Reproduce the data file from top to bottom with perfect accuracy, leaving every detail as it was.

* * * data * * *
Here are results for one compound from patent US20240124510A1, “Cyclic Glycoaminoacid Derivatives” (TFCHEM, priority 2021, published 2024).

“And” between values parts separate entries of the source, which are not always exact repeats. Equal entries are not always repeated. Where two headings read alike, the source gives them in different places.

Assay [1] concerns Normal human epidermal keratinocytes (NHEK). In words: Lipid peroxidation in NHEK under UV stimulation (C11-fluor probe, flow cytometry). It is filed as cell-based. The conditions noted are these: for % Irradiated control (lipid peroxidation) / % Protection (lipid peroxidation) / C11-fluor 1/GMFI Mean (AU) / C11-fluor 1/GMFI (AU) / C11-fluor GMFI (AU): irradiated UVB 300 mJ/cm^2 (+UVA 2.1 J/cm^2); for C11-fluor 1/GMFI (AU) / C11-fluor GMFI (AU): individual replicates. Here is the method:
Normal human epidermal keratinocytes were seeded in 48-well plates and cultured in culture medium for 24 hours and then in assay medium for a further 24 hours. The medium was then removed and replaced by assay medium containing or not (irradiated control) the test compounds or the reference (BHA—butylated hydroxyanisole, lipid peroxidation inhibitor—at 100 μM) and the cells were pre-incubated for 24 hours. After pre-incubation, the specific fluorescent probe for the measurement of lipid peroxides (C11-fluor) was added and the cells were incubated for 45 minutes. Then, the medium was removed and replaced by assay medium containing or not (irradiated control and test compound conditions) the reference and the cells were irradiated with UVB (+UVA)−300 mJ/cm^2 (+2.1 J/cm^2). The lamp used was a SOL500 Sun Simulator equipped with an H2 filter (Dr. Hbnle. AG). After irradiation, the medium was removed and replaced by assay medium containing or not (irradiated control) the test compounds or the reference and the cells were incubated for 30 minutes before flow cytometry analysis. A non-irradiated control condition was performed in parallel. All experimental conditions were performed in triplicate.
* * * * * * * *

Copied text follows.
Here are results for one compound from patent US20240124510A1, “Cyclic Glycoaminoacid Derivatives” (TFCHEM, priority 2021, published 2024).

“And” between values parts separate entries of the source, which are not always exact repeats. Equal entries are not always repeated. Where two headings read alike, the source gives them in different places.

Assay [1] concerns Normal human epidermal keratinocytes (NHEK). In words: Lipid peroxidation in NHEK under UV stimulation (C11-fluor probe, flow cytometry). It is filed as cell-based. The conditions noted are these: for % Irradiated control (lipid peroxidation) / % Protection (lipid peroxidation) / C11-fluor 1/GMFI Mean (AU) / C11-fluor 1/GMFI (AU) / C11-fluor GMFI (AU): irradiated UVB 300 mJ/cm^2 (+UVA 2.1 J/cm^2); for C11-fluor 1/GMFI (AU) / C11-fluor GMFI (AU): individual replicates. Here is the method:
Normal human epidermal keratinocytes were seeded in 48-well plates and cultured in culture medium for 24 hours and then in assay medium for a further 24 hours. The medium was then removed and replaced by assay medium containing or not (irradiated control) the test compounds or the reference (BHA—butylated hydroxyanisole, lipid peroxidation inhibitor—at 100 μM) and the cells were pre-incubated for 24 hours. After pre-incubation, the specific fluorescent probe for the measurement of lipid peroxides (C11-fluor) was added and the cells were incubated for 45 minutes. Then, the medium was removed and replaced by assay medium containing or not (irradiated control and test compound conditions) the reference and the cells were irradiated with UVB (+UVA)−300 mJ/cm^2 (+2.1 J/cm^2). The lamp used was a SOL500 Sun Simulator equipped with an H2 filter (Dr. Hbnle. AG). After irradiation, the medium was removed and replaced by assay medium containing or not (irradiated control) the test compounds or the reference and the cells were incubated for 30 minutes before flow cytometry analysis. A non-irradiated control condition was performed in parallel. All experimental conditions were performed in triplicate.